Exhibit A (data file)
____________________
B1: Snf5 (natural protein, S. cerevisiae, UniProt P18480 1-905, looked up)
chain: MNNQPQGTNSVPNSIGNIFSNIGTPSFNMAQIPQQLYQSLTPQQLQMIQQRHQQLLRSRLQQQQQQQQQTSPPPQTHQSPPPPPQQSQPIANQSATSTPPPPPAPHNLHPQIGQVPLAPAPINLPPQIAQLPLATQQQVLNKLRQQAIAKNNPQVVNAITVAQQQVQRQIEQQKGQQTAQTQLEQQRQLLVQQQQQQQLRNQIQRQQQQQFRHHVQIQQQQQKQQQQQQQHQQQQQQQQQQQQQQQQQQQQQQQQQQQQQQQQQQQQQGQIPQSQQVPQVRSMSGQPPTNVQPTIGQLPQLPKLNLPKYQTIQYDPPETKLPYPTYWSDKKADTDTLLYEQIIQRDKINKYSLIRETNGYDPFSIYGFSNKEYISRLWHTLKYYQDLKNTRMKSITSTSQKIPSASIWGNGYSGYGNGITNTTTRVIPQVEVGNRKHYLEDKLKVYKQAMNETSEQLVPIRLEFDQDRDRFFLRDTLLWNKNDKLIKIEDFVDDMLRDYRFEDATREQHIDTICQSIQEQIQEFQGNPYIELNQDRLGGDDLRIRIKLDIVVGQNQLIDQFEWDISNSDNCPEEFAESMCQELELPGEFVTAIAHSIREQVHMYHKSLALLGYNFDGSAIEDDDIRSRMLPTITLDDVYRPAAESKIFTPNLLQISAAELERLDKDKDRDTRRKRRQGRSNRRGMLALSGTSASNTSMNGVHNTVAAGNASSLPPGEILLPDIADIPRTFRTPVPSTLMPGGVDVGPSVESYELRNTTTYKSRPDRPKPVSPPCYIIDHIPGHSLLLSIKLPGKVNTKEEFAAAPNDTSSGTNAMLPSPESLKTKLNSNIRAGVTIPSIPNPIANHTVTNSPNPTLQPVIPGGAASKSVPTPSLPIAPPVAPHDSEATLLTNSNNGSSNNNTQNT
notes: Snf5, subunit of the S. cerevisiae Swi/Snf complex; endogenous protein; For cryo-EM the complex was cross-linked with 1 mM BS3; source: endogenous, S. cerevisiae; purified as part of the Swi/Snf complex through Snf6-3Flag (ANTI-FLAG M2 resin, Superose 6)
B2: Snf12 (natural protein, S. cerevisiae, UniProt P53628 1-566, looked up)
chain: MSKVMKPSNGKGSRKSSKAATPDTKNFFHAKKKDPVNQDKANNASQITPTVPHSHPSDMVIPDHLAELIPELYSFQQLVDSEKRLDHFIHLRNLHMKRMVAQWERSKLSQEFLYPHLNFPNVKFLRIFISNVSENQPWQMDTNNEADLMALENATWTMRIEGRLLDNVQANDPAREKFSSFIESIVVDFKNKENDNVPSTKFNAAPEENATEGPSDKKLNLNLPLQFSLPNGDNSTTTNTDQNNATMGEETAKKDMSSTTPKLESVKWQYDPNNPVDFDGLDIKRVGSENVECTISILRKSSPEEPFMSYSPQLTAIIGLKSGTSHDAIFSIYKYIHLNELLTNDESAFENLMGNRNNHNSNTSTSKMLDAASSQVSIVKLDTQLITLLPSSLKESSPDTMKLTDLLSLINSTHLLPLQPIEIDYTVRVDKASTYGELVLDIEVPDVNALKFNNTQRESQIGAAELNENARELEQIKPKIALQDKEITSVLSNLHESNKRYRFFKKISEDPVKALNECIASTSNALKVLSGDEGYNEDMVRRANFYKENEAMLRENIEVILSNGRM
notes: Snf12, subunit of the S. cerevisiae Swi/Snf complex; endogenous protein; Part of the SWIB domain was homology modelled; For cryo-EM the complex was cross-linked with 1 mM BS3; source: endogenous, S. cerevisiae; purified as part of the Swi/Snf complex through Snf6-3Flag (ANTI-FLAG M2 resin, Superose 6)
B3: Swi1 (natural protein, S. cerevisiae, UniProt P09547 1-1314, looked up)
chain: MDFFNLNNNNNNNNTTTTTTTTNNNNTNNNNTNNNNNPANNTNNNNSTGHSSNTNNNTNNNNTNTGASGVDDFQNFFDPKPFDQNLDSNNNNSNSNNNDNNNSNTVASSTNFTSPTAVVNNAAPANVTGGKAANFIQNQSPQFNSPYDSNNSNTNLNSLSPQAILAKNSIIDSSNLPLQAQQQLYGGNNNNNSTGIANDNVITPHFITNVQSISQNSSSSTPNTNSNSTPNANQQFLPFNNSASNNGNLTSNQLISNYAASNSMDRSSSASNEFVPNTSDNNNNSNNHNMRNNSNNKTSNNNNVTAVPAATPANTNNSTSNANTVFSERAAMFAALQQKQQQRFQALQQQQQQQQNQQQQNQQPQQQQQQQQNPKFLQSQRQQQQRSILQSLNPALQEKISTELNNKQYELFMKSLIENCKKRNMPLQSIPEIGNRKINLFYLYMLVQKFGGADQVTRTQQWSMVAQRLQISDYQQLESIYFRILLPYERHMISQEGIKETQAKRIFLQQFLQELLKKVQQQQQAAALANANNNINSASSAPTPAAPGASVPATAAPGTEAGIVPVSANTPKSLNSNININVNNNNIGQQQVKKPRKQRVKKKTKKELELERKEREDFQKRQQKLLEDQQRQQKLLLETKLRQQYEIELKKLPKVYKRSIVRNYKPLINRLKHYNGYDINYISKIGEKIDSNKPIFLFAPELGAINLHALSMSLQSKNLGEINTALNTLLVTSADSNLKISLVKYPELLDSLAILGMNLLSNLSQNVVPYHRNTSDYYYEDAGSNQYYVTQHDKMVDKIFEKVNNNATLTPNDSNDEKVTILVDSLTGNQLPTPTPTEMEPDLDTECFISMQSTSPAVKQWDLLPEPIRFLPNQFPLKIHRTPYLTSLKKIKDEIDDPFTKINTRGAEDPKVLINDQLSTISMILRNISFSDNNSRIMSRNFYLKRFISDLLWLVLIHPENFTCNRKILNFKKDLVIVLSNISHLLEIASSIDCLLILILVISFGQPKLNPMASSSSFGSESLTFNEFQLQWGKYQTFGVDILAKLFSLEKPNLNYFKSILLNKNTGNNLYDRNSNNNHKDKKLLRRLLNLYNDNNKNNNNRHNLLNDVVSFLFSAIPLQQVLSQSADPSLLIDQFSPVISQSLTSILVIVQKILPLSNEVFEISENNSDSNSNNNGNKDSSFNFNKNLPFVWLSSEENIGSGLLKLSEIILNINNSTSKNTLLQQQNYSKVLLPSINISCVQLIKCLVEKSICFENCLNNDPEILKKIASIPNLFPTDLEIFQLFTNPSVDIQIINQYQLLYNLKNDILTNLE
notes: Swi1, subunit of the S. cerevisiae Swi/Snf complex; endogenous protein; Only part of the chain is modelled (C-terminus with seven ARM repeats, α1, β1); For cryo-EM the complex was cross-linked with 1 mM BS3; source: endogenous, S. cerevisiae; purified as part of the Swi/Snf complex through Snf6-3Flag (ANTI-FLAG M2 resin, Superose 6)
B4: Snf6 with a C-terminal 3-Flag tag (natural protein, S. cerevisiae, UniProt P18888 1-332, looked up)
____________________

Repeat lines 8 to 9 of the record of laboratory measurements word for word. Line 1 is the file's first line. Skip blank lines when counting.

chain: MDFFNLNNNNNNNNTTTTTTTTNNNNTNNNNTNNNNNPANNTNNNNSTGHSSNTNNNTNNNNTNTGASGVDDFQNFFDPKPFDQNLDSNNNNSNSNNNDNNNSNTVASSTNFTSPTAVVNNAAPANVTGGKAANFIQNQSPQFNSPYDSNNSNTNLNSLSPQAILAKNSIIDSSNLPLQAQQQLYGGNNNNNSTGIANDNVITPHFITNVQSISQNSSSSTPNTNSNSTPNANQQFLPFNNSASNNGNLTSNQLISNYAASNSMDRSSSASNEFVPNTSDNNNNSNNHNMRNNSNNKTSNNNNVTAVPAATPANTNNSTSNANTVFSERAAMFAALQQKQQQRFQALQQQQQQQQNQQQQNQQPQQQQQQQQNPKFLQSQRQQQQRSILQSLNPALQEKISTELNNKQYELFMKSLIENCKKRNMPLQSIPEIGNRKINLFYLYMLVQKFGGADQVTRTQQWSMVAQRLQISDYQQLESIYFRILLPYERHMISQEGIKETQAKRIFLQQFLQELLKKVQQQQQAAALANANNNINSASSAPTPAAPGASVPATAAPGTEAGIVPVSANTPKSLNSNININVNNNNIGQQQVKKPRKQRVKKKTKKELELERKEREDFQKRQQKLLEDQQRQQKLLLETKLRQQYEIELKKLPKVYKRSIVRNYKPLINRLKHYNGYDINYISKIGEKIDSNKPIFLFAPELGAINLHALSMSLQSKNLGEINTALNTLLVTSADSNLKISLVKYPELLDSLAILGMNLLSNLSQNVVPYHRNTSDYYYEDAGSNQYYVTQHDKMVDKIFEKVNNNATLTPNDSNDEKVTILVDSLTGNQLPTPTPTEMEPDLDTECFISMQSTSPAVKQWDLLPEPIRFLPNQFPLKIHRTPYLTSLKKIKDEIDDPFTKINTRGAEDPKVLINDQLSTISMILRNISFSDNNSRIMSRNFYLKRFISDLLWLVLIHPENFTCNRKILNFKKDLVIVLSNISHLLEIASSIDCLLILILVISFGQPKLNPMASSSSFGSESLTFNEFQLQWGKYQTFGVDILAKLFSLEKPNLNYFKSILLNKNTGNNLYDRNSNNNHKDKKLLRRLLNLYNDNNKNNNNRHNLLNDVVSFLFSAIPLQQVLSQSADPSLLIDQFSPVISQSLTSILVIVQKILPLSNEVFEISENNSDSNSNNNGNKDSSFNFNKNLPFVWLSSEENIGSGLLKLSEIILNINNSTSKNTLLQQQNYSKVLLPSINISCVQLIKCLVEKSICFENCLNNDPEILKKIASIPNLFPTDLEIFQLFTNPSVDIQIINQYQLLYNLKNDILTNLE
notes: Swi1, subunit of the S. cerevisiae Swi/Snf complex; endogenous protein; Only part of the chain is modelled (C-terminus with seven ARM repeats, α1, β1); For cryo-EM the complex was cross-linked with 1 mM BS3; source: endogenous, S. cerevisiae; purified as part of the Swi/Snf complex through Snf6-3Flag (ANTI-FLAG M2 resin, Superose 6)